When should I plan a styled shoot?

If you are just starting your business or planning your first styled shoot then there are definitely times of year to avoid!

  • May – late September are a no-go as the majority of your suppliers will be starting peak season
  • Even if it’s out of season try to avoid weekend dates
  • Think about school holidays and try to avoid as some suppliers will have limited capacity
  • Also consider bridal fashion weeks as this might mean that designers/boutiques will have their dresses out on loan. Not just UK shows, but also NYC etc.

Submitting your styled shoot

You should already have an idea about where you want to be published before you start the process of submitting. But what I will say on this is really treat each submission personally.

Read and absorb the submission guidelines for the particular publication and follow these and only these rules. Blogs receive many submissions and guaranteed one way not to get featured is to completely ignore the way they like to work.

Submitting to multiple blogs at the same time is a BIG NOPE.

Don’t do it.

You won’t win friends at the publishing platforms if you’ve submitted to another platform at the same time, it can get a bit awkward and no one likes to play second fiddle should your first choice come back accepting your shoot. So aim for one blog at a time and honour the individual exclusivity clauses.

Don’t be disheartened if a blog or magazine says no, simply have a plan B or C.

During this submission process it’s important to remember the team and ensure you’re keeping them up-to-date and in the loop. We usually share some sneak peeks images with them for use on social media. These images are usually just a little hint of the shoot and styling – it’s vital to keep exclusivity for the blog that publishes the full shoot.

I will say however that if your hosting a shoot at your venue, I would negotiate an immediate 10-15 images that you can start using on your own website and third-party platforms – waiting for embargoed images to be released can takes months and you’re wasting precious time if not being able to use for your own marketing.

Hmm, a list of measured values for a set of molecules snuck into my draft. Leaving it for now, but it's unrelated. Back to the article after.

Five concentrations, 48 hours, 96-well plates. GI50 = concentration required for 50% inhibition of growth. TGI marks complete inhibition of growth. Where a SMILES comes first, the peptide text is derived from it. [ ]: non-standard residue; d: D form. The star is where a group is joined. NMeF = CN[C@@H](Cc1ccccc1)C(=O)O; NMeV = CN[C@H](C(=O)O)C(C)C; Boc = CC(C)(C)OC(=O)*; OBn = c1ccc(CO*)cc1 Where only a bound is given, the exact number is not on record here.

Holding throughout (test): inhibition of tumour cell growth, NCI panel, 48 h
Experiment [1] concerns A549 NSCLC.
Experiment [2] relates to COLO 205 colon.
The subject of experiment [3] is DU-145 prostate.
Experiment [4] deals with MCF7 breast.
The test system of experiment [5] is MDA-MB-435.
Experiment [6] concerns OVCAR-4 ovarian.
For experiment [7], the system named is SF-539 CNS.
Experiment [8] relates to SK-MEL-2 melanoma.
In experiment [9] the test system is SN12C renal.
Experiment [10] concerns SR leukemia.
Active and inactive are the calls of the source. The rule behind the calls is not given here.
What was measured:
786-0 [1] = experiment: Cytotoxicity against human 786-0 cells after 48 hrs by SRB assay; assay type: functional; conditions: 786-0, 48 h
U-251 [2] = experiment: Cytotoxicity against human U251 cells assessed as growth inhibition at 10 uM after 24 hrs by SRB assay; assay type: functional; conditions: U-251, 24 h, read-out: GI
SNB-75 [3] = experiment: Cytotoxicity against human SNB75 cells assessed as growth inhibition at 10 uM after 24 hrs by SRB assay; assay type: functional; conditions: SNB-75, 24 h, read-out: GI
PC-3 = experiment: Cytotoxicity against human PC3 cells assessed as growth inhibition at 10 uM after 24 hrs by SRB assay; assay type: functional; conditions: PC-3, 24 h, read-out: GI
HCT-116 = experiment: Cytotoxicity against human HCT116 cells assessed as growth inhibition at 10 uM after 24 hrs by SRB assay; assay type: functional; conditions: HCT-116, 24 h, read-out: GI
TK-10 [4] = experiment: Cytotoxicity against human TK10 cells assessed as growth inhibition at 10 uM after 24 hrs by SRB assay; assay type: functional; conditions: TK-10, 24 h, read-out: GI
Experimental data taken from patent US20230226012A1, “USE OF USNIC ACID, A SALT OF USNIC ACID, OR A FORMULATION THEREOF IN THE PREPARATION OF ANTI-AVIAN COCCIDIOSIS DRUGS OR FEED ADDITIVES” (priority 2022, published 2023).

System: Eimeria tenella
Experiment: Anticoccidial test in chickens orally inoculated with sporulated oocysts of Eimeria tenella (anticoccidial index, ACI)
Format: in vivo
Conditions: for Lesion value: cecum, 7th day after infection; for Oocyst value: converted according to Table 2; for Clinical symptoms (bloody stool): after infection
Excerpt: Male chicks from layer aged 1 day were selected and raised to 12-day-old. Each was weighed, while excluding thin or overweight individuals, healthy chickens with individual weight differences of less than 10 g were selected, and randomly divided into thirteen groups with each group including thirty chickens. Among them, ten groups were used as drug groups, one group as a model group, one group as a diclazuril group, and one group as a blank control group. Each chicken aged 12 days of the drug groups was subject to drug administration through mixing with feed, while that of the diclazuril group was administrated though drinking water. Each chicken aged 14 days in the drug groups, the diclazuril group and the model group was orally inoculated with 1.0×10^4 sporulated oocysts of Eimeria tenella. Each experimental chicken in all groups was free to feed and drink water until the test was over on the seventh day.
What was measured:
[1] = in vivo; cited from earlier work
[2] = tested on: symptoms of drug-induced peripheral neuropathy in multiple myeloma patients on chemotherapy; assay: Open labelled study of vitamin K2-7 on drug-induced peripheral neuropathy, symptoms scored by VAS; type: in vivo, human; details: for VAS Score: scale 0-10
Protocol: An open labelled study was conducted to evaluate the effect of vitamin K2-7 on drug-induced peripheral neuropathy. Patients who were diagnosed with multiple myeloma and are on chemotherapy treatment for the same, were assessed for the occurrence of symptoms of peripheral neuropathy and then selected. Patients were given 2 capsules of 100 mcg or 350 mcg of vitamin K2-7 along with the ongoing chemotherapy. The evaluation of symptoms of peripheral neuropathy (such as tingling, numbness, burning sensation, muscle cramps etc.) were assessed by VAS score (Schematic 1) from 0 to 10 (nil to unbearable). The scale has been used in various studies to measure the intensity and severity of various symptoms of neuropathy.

Include credits when sharing images with the team so everyone can easily share on social media!

Once published – share the love!

Don’t rely on just the blog to spread the word when published! Make sure you’ve made it easy for your team to get on social media and tag everyone involved.

Always thank the blog – whether it’s in the comments, on social media or an email.

Your brand

As venues, you may frequently get requests to collaborate on shoots, remember – only say yes to those suppliers that are right for you and your business and make sure the styled shoot vision marries with your own ideal client.

If it doesn’t, it’s OK to politely pass.

Some lessons learnt…

Finally, here are some lessons we’ve learnt along the way:

  • Try to work with models who have contracts where you can use the images “in perpetuity” so the rights to use the images don’t expire
  • Make sure you control the tiniest details – remind your model to bring nude underwear, strapless bras, trainers or boots for running around fields in and even send them the colour nail varnish you would like them to wear. However offer to pay for a pro mani/pedi. If you don’t want to do this then stipulate they must have bare nails.
  • Don’t just do ‘fashion’. You can absolutely just do tablescapes and details for magazines, but if you want a blog don’t forget the details.
  • Do light candles if you have them as part of the shot.
  • If there is a particular way you want something captured, then communicate well with your photographer.
  • Don’t include the model(s) in every single shot, you also need your venue/details without the model(s).
  • Don’t try to do too much.
  • Some photographers really like shooting in portrait, so if you need landscape for your website too then communicate this.

If you’re doing styled shoots but not getting published:

  • It may be because the images aren’t quite right – remember your photographer is key!
  • It may be because your model doesn’t feel natural, remember to use professional models only as it’s quite the skill to move/pose in front of the camera!
  • It may be because your shoot is too themed.
  • You might not have enough details – blogs love all the details plus fashion! Magazines predominantly want details. If you’re not planning both, then you’re limiting your scope.
  • It may be the style and aesthetics don’t suit the publication – really target your shoot to a specific blog or magazine you want to get published in. Make it personal, look at the kind of shoots they publish, the images they use and make sure you’re ticking off that shot list!
  • Don’t be disheartened if your shoot is incredible but it’s still a no – we’ve received declines and whilst it’s disappointing it’s not always about you. It might not work with their editorial calendar (hint, shooting a Halloween styled shoot the week before Halloween will not be published – think ahead 3-6 months!) or they might have just published something similar. Always have a Plan B and a Plan C for your submission routes.

Lastly have fun – shoots are hard work and on the day, there can sometimes be a little friction. But remember why you’re doing it, you there as a collective to create. It’s what you/we do. So enjoy and reap the benefits of the beautiful outcome.